Version of Record online: 31 AUG 2017
2017) Considering technique of assessment and method for normalizing skeletal muscle mass. Journal of Cachexia, Sarcopenia and Muscle, doi: 10.1002/jcsm.12230., , and (
Sarcopenia is defined as loss of skeletal muscle mass accompanied by a reduction in muscle strength or physical performance, may be more severe among elderly individuals and patients with chronic disease such as those with chronic kidney disease (CKD). There is no consensus regarding operational criteria for sarcopenia in patients with advanced pre-dialysis CKD or maintenance hemodialysis. Kittiskulnam et al. also reported that muscle mass normalized to height-squared may underestimate sarcopenia particularly in the setting of excess adiposity. Sarcopenic obesity was first defined by Baumgartner, who represents a reduced skeletal muscle mass coupled with an increase in fat mass.[5-7] Sarcopenic obesity specifically was highly prevalent among persons with CKD and not those without CKD. Sarcopenic obesity may have a particularly poor prognosis and associated with an increased risk of death in patients with end-stage renal disease (ESRD). Early detection of sarcopenic obesity in patients on maintenance hemodialysis is therefore of importance. However, overweight or obese individuals whose muscle mass is low relative to their body size may not be defined as sarcopenic when muscle mass is adjusted only for height.[1, 10] Furthermore, assessing skeletal muscle mass may be confounded by the presence of edema, particularly in patients with ESRD. Normalization by height alone may underestimate the prevalence of sarcopenia, especially in obese population with excess adiposity or with excess edematous or overhydration in patients with ESRD. Muscle mass adjusted more generally for body size rather than height alone is more strongly correlated with physical function than muscle mass indexed to height-squared. Consequently, some experts have recommended alternative approaches, requiring adjustment for body size among overweight or obese individuals.[11-13] Moreover, in a previous report by Lamarca and colleagues among elderly patients on maintenance hemodialysis, prevalence of loss of muscle mass ranged from 4 to 74% depending on the method of body composition, including anthropometric measurement, bioelectrical impedance spectroscopy and dual-energy X-ray absorptiometry. Hence, it remains unclear what is the best way to assess and normalize the skeletal muscle mass among overweight or obese patients, particularly advanced pre-dialysis CKD or ESRD.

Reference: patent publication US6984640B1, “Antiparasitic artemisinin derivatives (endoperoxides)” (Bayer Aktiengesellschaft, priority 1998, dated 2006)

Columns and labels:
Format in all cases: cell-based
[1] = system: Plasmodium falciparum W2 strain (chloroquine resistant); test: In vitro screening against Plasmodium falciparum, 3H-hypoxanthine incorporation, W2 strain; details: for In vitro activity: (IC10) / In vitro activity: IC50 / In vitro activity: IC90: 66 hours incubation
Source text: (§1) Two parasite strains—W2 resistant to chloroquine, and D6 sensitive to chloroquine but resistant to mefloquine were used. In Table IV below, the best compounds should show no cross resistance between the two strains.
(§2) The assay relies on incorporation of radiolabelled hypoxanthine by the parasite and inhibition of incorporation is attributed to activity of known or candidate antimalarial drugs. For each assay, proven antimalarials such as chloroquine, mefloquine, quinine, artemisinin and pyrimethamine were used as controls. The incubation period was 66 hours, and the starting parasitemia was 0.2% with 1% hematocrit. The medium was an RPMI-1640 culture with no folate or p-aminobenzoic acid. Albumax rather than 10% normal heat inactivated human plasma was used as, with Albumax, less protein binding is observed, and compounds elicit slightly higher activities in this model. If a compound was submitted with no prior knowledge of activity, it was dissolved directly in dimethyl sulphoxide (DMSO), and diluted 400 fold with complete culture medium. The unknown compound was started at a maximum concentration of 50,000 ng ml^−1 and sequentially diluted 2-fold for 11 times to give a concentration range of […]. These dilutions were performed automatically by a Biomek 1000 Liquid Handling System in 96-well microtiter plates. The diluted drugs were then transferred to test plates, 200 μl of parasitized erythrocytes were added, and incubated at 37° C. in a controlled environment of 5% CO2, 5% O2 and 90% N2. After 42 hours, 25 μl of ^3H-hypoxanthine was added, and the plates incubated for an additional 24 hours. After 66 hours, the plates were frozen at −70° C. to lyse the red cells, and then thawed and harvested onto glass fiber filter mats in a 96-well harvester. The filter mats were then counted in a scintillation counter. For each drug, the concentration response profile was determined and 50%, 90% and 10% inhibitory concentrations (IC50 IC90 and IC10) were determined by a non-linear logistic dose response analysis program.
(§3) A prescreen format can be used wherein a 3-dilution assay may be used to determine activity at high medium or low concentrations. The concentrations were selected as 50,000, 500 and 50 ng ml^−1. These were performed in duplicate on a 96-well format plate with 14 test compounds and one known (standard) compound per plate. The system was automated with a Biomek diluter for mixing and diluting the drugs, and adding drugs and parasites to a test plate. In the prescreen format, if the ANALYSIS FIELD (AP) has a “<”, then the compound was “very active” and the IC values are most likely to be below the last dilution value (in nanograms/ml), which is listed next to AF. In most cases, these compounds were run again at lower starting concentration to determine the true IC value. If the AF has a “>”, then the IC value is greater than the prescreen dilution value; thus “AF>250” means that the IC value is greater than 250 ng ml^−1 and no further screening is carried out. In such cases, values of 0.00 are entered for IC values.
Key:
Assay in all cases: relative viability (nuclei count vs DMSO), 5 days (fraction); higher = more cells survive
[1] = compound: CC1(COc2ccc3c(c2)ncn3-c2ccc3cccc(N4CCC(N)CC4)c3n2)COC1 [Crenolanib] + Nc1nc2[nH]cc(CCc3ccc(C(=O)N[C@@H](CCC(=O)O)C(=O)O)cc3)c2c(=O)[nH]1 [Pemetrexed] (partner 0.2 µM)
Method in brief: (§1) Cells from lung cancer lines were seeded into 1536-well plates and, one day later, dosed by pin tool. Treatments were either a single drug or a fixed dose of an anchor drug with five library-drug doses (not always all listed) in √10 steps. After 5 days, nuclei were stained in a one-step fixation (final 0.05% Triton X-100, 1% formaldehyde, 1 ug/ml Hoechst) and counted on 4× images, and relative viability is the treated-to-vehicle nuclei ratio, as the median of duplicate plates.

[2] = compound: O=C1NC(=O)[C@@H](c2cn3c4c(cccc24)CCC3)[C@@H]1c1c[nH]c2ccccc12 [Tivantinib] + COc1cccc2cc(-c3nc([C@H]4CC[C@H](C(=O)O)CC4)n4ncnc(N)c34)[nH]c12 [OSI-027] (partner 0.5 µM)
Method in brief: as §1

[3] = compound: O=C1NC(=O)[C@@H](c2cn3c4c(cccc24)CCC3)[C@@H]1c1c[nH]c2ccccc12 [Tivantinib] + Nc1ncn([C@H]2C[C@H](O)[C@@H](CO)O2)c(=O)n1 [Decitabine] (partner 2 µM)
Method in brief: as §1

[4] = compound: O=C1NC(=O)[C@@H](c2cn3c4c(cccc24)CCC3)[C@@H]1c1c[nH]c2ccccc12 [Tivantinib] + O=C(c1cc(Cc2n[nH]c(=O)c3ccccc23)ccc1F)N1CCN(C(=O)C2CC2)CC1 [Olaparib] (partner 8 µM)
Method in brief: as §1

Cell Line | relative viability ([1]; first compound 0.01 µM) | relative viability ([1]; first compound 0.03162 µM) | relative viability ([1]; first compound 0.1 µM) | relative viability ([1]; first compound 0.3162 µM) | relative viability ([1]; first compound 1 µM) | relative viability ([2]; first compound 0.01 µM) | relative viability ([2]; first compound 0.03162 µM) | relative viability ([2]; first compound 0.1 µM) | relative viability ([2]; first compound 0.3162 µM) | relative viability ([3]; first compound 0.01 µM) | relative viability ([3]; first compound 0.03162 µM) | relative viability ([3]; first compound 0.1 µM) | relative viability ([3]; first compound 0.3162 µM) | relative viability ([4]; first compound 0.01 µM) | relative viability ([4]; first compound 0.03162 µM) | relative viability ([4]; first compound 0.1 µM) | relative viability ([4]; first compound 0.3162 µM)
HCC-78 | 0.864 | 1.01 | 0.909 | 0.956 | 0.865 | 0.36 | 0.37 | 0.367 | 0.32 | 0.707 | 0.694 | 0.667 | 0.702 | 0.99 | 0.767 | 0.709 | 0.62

We acknowledge support by the German Research Foundation and the Open Access Publication Funds of the Göttingen University. We certify that we comply with the ethical guidelines for publishing in the Journal of Cachexia, Sarcopenia and Muscle: update 2015.